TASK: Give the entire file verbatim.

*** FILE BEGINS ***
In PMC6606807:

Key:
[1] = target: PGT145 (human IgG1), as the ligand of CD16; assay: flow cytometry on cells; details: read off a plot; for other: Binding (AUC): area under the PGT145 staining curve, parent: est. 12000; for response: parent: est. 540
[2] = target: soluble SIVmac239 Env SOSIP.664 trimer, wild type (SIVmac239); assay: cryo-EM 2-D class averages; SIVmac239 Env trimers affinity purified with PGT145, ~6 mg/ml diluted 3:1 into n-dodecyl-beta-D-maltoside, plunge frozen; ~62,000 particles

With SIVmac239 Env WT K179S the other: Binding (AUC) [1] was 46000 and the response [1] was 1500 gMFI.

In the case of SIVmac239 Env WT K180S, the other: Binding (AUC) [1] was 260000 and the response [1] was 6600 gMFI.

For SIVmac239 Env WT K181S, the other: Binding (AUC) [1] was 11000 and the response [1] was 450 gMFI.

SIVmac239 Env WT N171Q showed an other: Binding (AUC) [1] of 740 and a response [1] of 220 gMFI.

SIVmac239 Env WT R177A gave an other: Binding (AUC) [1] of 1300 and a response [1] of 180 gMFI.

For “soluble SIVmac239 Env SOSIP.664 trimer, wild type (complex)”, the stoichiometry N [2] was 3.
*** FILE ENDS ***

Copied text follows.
In PMC6606807:

Key:
[1] = target: PGT145 (human IgG1), as the ligand of CD16; assay: flow cytometry on cells; details: read off a plot; for other: Binding (AUC): area under the PGT145 staining curve, parent: est. 12000; for response: parent: est. 540
[2] = target: soluble SIVmac239 Env SOSIP.664 trimer, wild type (SIVmac239); assay: cryo-EM 2-D class averages; SIVmac239 Env trimers affinity purified with PGT145, ~6 mg/ml diluted 3:1 into n-dodecyl-beta-D-maltoside, plunge frozen; ~62,000 particles

With SIVmac239 Env WT K179S the other: Binding (AUC) [1] was 46000 and the response [1] was 1500 gMFI.

In the case of SIVmac239 Env WT K180S, the other: Binding (AUC) [1] was 260000 and the response [1] was 6600 gMFI.

For SIVmac239 Env WT K181S, the other: Binding (AUC) [1] was 11000 and the response [1] was 450 gMFI.

SIVmac239 Env WT N171Q showed an other: Binding (AUC) [1] of 740 and a response [1] of 220 gMFI.

SIVmac239 Env WT R177A gave an other: Binding (AUC) [1] of 1300 and a response [1] of 180 gMFI.

For “soluble SIVmac239 Env SOSIP.664 trimer, wild type (complex)”, the stoichiometry N [2] was 3.